Why Are So Many People Cooking With Chicken Thighs These Days?
If there were to be only one piece of the chicken to rule them all, the noble thigh would reign supreme, in my opinion. Once thought of as an off-cut, chicken thighs have flown under the radar for long enough, until a recent spike of interest among restaurant chefs and home cooks alike has brought them back into vogue.
Referred to as the dark meat of the bird, chicken thighs come from the upper portion of the leg, cut right above the knee, leaving the drumstick behind. Since these leg muscles are constantly working hard to support the chicken, they build up a good amount of intramuscular fat — and we all know that extra fat equals extra flavor!
The texture of this dark meat is vastly different as well, compared to the light meat of a chicken breast. We have all experienced eating a bland, overcooked, and dreary chicken breast before, right? Well, not only are chicken thighs packed with rich flavor and super-juicy, but they are also more tender and have a “meaty,” steak-like texture to them.
Oh, and did I mention how easy chicken thighs are on your wallet? Depending on how you purchase them, thighs are usually half the price of chicken breasts.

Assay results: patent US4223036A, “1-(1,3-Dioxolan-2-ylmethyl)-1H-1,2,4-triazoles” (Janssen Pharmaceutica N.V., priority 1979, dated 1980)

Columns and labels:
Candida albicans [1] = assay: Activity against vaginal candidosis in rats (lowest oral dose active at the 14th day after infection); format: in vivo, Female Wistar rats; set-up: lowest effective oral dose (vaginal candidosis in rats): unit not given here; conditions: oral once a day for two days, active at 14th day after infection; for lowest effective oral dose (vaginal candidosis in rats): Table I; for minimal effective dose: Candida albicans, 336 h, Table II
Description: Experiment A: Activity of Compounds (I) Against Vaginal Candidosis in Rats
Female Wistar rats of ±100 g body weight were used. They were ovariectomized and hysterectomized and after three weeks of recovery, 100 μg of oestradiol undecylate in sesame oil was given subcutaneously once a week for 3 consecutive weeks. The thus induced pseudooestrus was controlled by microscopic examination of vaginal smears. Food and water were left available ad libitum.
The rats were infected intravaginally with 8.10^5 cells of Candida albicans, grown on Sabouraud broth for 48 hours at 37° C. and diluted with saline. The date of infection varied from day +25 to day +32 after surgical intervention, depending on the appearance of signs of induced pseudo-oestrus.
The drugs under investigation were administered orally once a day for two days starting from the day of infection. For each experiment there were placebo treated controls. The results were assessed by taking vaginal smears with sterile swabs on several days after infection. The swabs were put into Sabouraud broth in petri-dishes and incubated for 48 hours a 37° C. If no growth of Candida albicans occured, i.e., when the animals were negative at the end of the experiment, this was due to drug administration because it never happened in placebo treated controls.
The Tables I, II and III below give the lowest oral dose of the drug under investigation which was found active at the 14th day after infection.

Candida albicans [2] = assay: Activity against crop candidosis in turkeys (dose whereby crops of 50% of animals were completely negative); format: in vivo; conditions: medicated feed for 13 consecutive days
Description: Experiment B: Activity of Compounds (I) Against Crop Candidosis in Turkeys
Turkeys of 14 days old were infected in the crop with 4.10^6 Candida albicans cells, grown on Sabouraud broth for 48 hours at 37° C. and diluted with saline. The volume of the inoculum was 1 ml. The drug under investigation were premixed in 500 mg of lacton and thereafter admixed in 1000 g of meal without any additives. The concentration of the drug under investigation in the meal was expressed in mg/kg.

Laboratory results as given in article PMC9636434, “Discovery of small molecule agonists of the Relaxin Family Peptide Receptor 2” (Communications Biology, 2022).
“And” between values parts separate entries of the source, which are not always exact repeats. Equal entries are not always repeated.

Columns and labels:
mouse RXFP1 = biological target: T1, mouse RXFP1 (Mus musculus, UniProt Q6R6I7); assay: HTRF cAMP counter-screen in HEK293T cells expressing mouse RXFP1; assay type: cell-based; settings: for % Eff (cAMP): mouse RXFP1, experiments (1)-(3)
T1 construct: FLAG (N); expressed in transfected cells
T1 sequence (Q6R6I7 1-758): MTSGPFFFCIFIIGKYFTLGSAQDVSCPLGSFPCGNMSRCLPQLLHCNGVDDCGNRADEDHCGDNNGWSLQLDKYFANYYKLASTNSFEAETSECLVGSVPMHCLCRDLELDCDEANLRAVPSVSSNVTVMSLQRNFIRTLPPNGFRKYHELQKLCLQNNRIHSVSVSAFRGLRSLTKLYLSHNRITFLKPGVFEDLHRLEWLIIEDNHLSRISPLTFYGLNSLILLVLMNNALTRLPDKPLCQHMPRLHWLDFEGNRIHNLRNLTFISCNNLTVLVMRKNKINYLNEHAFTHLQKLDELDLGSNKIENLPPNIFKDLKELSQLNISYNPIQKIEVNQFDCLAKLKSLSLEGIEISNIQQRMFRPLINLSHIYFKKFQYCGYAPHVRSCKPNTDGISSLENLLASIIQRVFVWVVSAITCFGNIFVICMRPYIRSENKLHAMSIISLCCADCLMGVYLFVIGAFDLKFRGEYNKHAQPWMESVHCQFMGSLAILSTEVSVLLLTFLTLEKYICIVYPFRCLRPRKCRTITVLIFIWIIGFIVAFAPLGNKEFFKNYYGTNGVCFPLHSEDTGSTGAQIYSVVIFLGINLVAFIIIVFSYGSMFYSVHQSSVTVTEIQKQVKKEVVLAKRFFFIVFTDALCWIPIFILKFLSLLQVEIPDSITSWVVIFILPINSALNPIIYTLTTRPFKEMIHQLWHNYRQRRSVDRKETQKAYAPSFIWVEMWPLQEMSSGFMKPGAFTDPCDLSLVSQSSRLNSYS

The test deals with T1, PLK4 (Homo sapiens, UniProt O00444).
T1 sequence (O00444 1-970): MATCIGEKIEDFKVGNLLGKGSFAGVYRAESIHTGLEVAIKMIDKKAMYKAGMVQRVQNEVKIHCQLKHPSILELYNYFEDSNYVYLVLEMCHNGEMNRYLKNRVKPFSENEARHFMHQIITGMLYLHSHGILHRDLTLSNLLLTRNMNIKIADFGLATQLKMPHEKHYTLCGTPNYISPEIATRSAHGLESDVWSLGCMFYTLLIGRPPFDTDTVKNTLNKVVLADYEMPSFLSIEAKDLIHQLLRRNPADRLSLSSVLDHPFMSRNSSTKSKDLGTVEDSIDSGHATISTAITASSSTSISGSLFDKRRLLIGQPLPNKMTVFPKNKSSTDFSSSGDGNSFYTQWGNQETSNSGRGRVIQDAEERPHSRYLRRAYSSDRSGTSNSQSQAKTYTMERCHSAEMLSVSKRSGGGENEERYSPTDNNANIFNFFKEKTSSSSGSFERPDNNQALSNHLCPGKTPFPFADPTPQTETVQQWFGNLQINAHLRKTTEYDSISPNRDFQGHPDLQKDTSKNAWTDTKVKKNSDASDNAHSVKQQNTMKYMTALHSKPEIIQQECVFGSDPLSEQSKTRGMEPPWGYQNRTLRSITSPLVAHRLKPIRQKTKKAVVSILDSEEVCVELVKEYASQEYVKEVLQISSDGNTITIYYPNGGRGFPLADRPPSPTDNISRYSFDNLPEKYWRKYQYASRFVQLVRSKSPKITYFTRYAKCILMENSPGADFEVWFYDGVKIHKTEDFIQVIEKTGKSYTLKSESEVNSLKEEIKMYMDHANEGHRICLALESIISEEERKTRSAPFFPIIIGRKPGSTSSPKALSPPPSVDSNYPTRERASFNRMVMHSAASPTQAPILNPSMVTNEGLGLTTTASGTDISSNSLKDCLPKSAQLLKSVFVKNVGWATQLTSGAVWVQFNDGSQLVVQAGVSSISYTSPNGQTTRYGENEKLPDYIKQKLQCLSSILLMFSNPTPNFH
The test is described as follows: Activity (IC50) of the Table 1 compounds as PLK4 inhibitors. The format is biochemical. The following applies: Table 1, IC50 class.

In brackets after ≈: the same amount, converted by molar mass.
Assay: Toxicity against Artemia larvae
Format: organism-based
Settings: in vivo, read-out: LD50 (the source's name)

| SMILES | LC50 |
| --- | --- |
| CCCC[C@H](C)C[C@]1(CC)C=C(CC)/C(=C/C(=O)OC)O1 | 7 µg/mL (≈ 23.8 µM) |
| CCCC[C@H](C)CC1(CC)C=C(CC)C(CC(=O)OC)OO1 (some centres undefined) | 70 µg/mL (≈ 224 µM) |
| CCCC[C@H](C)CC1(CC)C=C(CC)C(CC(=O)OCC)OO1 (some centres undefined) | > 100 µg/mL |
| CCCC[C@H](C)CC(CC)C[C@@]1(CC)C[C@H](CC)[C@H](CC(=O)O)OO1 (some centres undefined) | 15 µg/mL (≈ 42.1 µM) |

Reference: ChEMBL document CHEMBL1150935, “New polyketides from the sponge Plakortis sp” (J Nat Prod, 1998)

Almost all supermarkets and butcher shops carry thighs, and you can usually find them packaged a couple different ways. My favorite — and what will usually be the best value — are bone-in thighs with the skin still attached. These are great simply roasted, pan-seared, grilled, or even braised. Another common option are boneless, skinless thighs, which transform any stir-fry, stew, or your favorite chicken salad recipe into something magically addicting.
So say goodbye to dry chicken breasts as we welcome the underrated and delicious thigh, one of the richest and most flavorful parts of the bird. Try substituting thighs in recipes that call for breasts next time you are thinking of 101 ways to cook chicken,— and enjoy the upgrade!